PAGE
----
A Lesson Before Dying Essay

470 WordsJul 22, 20132 Pages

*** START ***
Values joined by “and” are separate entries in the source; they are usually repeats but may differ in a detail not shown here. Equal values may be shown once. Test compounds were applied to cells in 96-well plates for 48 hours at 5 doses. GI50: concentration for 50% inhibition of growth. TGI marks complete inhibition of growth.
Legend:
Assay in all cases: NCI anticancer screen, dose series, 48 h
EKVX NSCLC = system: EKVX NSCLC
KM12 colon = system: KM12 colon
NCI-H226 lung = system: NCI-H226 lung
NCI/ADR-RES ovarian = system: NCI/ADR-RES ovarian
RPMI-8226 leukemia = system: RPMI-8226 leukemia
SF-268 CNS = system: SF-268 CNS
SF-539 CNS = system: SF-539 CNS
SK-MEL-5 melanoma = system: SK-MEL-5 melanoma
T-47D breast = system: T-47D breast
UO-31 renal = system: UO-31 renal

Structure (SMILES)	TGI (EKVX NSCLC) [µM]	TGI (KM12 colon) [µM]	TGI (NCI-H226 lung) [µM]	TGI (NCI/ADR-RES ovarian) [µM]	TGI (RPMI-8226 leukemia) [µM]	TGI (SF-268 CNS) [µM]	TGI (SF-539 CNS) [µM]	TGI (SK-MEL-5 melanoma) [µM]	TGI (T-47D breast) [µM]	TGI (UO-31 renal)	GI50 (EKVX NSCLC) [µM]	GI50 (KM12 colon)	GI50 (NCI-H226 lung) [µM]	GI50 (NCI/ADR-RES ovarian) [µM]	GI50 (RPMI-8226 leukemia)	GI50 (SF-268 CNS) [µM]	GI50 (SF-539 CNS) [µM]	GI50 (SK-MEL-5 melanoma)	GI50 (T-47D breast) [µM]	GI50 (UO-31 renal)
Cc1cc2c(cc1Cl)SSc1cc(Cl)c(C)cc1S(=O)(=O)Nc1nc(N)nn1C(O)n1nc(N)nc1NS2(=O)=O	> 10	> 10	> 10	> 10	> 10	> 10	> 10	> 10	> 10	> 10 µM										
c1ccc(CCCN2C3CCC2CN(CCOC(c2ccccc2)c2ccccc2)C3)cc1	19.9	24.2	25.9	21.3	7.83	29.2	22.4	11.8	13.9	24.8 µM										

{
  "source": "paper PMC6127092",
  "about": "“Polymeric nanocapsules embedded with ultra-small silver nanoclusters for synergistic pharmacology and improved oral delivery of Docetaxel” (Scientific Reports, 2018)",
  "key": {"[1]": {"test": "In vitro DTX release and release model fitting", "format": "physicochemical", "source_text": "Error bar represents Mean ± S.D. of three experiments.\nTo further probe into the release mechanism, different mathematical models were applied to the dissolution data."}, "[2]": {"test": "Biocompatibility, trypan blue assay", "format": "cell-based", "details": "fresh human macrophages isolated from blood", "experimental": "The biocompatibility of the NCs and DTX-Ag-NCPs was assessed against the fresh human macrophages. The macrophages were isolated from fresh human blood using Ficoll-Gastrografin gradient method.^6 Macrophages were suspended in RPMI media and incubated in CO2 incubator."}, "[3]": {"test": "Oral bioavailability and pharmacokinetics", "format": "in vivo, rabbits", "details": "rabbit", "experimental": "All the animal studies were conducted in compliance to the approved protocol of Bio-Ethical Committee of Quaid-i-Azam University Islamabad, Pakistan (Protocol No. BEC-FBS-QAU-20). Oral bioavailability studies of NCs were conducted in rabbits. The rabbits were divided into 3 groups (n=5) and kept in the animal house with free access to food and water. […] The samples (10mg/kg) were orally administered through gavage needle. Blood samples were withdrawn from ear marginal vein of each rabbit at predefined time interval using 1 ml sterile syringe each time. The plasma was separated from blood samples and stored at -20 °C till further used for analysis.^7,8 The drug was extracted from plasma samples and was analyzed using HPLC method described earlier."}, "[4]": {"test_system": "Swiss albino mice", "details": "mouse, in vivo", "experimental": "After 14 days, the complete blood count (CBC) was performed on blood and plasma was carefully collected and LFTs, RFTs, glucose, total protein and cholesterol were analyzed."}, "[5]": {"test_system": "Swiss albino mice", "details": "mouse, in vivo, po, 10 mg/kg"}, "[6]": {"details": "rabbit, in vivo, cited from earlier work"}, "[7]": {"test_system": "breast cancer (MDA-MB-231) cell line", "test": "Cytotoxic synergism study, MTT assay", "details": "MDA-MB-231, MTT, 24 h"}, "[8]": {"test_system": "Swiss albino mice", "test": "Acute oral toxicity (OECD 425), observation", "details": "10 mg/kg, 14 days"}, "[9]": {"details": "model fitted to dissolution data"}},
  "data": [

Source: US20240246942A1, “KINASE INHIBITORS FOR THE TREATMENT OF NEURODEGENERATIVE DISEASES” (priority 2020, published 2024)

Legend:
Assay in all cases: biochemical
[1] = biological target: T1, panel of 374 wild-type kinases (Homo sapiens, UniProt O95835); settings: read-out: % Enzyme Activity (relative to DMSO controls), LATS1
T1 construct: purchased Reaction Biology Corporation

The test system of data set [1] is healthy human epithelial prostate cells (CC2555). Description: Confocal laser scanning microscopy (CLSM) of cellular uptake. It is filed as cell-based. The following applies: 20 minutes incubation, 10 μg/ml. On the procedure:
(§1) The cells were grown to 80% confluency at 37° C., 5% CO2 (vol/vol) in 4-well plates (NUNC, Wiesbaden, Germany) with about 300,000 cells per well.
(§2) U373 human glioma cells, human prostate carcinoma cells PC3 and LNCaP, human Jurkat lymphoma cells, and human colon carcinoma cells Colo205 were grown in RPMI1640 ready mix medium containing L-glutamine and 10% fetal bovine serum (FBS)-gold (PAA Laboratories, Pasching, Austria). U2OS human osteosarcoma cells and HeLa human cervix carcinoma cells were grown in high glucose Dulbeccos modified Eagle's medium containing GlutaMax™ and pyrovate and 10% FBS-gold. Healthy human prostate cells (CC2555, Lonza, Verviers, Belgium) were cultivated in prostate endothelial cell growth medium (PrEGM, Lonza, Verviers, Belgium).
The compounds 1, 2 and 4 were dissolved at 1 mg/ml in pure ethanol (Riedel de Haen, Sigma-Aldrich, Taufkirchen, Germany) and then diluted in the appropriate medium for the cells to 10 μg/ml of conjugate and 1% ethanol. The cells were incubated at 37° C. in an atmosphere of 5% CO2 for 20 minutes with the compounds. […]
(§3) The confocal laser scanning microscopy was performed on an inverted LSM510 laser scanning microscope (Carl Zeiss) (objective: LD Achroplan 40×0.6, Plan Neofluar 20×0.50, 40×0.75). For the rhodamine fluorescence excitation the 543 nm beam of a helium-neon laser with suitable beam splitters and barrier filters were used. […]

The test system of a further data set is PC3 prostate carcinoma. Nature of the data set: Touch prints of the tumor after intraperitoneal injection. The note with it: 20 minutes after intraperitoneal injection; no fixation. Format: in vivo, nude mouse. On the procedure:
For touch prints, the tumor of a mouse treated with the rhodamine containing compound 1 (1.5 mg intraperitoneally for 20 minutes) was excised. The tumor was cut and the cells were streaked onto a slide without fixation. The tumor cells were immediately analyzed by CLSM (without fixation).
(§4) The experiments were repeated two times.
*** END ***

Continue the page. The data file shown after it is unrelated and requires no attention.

Jefferson’s diary testifies to the mutual benefits he and Grant get from their friendship and love for one another. Grant bought the diary for Jefferson, and Jefferson writes in it usually as if writing a letter to Grant. Even when he is alone in his cell, Jefferson can write to Grant and feel he has companionship. As Jefferson writes down his thoughts, he begins to think seriously about the world and his role in it. Showing the influence of Grant’s words, Jefferson writes that he realizes how important he has become to his community. Moreover, the diary will serve as a boon for Grant’s self-confidence and his sense of self-worth, as he himself initiated the use of the diary by engaging Jefferson and buying him the notebook and pencil. The white characters are not uniformly cruel to Jefferson, although their token kindnesses do not matter much in the face of the death penalty their people imposed on Jefferson. Mr. Pichot shows some compassion toward Jefferson by offering to sharpen his pencil and then giving him the knife as a gift. Guidry kindly offers to leave the light on so Jefferson can write. Also, in the past, Guidry has allowed numerous visitors to see Jefferson. Guidry asks Jefferson to speak well of him in the diary, perhaps both because he wants kind things written about him and because he is anxious for Jefferson to like him. Jefferson’s diary indicates that he places his faith in his tangible friendship with Grant, not necessarily in God. Jefferson does not know whether he should put his faith in religion, since different people say different things about it. Some say heaven does not exist for blacks, but Reverend Ambrose says heaven is for all people. Jefferson’s touching apology to Grant for crying shows that he worries about Grant’s feelings and about what Grant thinks of him. He credits Grant for convincing him that he is somebody. His diary

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